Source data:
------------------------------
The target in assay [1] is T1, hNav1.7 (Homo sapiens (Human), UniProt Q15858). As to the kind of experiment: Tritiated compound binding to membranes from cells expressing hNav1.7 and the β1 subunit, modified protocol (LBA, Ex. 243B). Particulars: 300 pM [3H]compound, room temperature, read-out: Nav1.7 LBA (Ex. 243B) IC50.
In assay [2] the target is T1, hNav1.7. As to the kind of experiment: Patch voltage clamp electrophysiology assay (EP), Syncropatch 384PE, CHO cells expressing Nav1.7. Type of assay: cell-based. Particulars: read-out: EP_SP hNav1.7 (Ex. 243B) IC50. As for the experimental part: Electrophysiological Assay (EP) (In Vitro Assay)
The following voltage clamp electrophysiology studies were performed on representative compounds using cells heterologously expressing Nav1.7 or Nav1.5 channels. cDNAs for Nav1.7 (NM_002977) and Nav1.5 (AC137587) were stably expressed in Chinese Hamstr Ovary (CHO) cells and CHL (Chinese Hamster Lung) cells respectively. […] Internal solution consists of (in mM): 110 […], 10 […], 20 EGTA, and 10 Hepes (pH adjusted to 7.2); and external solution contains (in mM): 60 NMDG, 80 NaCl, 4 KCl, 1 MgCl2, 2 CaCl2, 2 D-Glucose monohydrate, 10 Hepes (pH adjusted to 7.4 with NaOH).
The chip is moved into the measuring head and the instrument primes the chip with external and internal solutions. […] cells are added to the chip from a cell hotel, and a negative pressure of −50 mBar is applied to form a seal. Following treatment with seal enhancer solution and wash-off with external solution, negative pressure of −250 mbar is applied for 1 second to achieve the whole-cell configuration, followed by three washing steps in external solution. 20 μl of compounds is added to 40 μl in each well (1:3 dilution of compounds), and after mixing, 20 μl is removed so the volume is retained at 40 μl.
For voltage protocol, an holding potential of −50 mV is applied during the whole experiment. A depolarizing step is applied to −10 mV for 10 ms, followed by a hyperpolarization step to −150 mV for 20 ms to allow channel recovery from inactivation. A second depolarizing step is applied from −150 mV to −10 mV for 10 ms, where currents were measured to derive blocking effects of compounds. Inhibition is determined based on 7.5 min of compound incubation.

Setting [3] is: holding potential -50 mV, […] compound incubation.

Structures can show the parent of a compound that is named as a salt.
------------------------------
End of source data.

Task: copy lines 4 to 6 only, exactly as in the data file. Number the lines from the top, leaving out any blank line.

The chip is moved into the measuring head and the instrument primes the chip with external and internal solutions. […] cells are added to the chip from a cell hotel, and a negative pressure of −50 mBar is applied to form a seal. Following treatment with seal enhancer solution and wash-off with external solution, negative pressure of −250 mbar is applied for 1 second to achieve the whole-cell configuration, followed by three washing steps in external solution. 20 μl of compounds is added to 40 μl in each well (1:3 dilution of compounds), and after mixing, 20 μl is removed so the volume is retained at 40 μl.
For voltage protocol, an holding potential of −50 mV is applied during the whole experiment. A depolarizing step is applied to −10 mV for 10 ms, followed by a hyperpolarization step to −150 mV for 20 ms to allow channel recovery from inactivation. A second depolarizing step is applied from −150 mV to −10 mV for 10 ms, where currents were measured to derive blocking effects of compounds. Inhibition is determined based on 7.5 min of compound incubation.

Setting [3] is: holding potential -50 mV, […] compound incubation.